So on the ethnocentric side, the Christian fundamentalist has a profound experience of waking up, but he is convinced – and it’s an authentic version of walking up, history is full of them – but he is convinced, as a fundamentalist, that the only other kind of people that can have this experience are those who accept Jesus Christ as their personal Savior and, “If you don’t do that, you can’t have this experience, sorry.”

>>Rick: So you think that if that experience is genuine it doesn’t tend to soften them up a little bit and make them a little more universal in their perspective? Can you really have that experience full-blown and maintain that adamant fundamentalism?

>>Ken: Every saint in history did.

>>Rick: Are you sure? That’s a bit of a blanket statement. I don’t know, I can’t argue with you on that because I can’t think of any exceptions off the top of my head. But I know in my own experience I’ve become much more broad-minded over the years just through my own growing experiences, even doing this show I’m able to talk to such a wide variety of people.

And there’s a quote from you someplace here: “I have one major rule: everybody is right, more specifically, everybody, including me, has some important pieces of truth and all those pieces need to be honored, cherished, and included in a more gracious, spacious, and compassionate embrace.”

I feel like personally I’ve grown in that kind of perspective over the years, and if even me, then why not some of these great sages and saints?

>>Ken: Well very simple, you live in a world that’s global in its dimensions. You are fully aware not of just egocentric and ethnocentric stages of development; that’s all something somebody 2,000 years ago had. There were no “world-centered” stages of development, they hadn’t emerged in evolution yet; they didn’t emerge until around the Western enlightenment.

And so at that time, in about a 100-year period, from around 1770 to 1870, slavery was outlawed for the first time in all of history. None of these previous cultures that had waking up and had saints that were compassionate and loving are caring … Buddhist monasteries had slaves! St. Paul recommends to slaves, “Love Jesus Christ and obey your master.”

These are deeply racist organizations that are having waking up experiences, and when they say “compassion” they mean only within the limited tribe that they feel can have that experience, and that’s a problem. We see that for at least 3,000 years, until the modern era. And slavery was embraced by every single one of them, so was sexism. Every one of them was patriarchal. Did waking up help that? No.

There is even, and it still lasts to today, I heard a Theravadan Buddhist practitioner the other day, somebody accused Buddhism of being sexist and he said, “Oh, that’s just not true, I can prove it: even a woman can be reborn as a man!”

>>Rick: Hilarious.

>>Ken: Oh, okay, guess you’re not sexist. This is a huge discovery that we made only about a decade ago, that waking up and growing up are essentially different. Now yes, in certain ways they interact, of course, everything interacts with everything, but they can be separated and they tend to run on different tracks.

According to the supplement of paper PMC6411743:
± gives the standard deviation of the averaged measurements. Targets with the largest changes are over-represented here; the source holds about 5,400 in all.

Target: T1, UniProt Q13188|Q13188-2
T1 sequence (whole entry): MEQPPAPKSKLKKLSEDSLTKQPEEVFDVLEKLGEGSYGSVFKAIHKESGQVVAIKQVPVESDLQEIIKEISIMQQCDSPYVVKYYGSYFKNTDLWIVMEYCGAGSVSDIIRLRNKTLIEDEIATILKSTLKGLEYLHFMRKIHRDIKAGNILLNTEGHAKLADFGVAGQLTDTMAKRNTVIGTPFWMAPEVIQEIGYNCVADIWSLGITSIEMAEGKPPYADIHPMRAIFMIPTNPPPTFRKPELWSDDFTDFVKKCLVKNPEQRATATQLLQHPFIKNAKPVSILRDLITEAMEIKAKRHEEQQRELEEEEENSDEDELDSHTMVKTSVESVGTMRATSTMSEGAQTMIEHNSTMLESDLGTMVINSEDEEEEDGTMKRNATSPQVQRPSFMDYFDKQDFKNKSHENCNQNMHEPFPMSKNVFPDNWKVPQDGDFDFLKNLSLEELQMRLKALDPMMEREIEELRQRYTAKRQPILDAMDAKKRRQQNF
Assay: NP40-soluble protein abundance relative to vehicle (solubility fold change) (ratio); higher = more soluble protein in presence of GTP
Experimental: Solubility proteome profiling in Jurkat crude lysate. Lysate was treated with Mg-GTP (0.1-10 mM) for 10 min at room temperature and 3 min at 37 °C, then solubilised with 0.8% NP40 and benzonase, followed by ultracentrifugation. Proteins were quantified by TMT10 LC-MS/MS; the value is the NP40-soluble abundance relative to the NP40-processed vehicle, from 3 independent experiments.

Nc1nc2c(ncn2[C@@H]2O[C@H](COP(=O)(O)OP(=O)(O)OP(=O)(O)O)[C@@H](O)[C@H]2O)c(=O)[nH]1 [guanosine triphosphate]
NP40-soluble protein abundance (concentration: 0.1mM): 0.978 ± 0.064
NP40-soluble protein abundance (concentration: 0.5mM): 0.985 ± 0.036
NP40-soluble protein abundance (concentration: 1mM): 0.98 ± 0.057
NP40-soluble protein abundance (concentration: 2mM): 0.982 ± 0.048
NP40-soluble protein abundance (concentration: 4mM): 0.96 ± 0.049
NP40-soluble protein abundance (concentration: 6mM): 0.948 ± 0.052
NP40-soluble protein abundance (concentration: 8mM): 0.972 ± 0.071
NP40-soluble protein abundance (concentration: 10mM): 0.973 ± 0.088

And if you look at it, there are actually different types of practices that you do when you are trying to wake up versus when you are trying to grow up; they are not the same. Practicing this won’t automatically increase this, and practicing this won’t automatically increase this. And so that’s what’s so important.

The crucial item as I see it is that today for the first time, literally the first time in history, we have a chance to put together waking up and growing up and cleaning up all in one package. And we should start to say, in order to help everybody realize, “If you are going to join a path and it doesn’t include something on all three of those, you’re going to get f#@!$%d. You are going to end up in a bad, bad way because one of these is going to go sour because you’re completely unaware of it, and it is going to be operating in a nasty way that it does, and at some point, it’s going to bite you and you will be extremely unhappy.”

And as we know, that is incredibly common. You have people that are fairly well spiritually, you know, evolved, and then they get into financial, sexual, power screw-ups because they are at a fairly low level of growing up. If somebody is at a world-centered, universal care world-centered stage, they are not going to morally infringe on a student, it’s impossible from that stage. That stage categorically hates that kind of behavior.

But we don’t train for that stage in spiritual practice, we train only for how to transcend individual self. We don’t train for, “Wait, how do you actually help grow that individual self?” Even though you are going to transcend it and you are going to realize the reality of ultimate oneness, you still have to express that oneness through whatever self you have.

And if your self is at a low egocentric stage of development, and if you have a massive shadow element and you try to express an otherwise authentic enlightenment, it’s going to be a disaster! You will make it sound ridiculous, you’re going to act ridiculous, and every follower who comes within 10 feet of you is going to say, “Well if that’s enlightenment, I’ll take less of that, thank you very much.”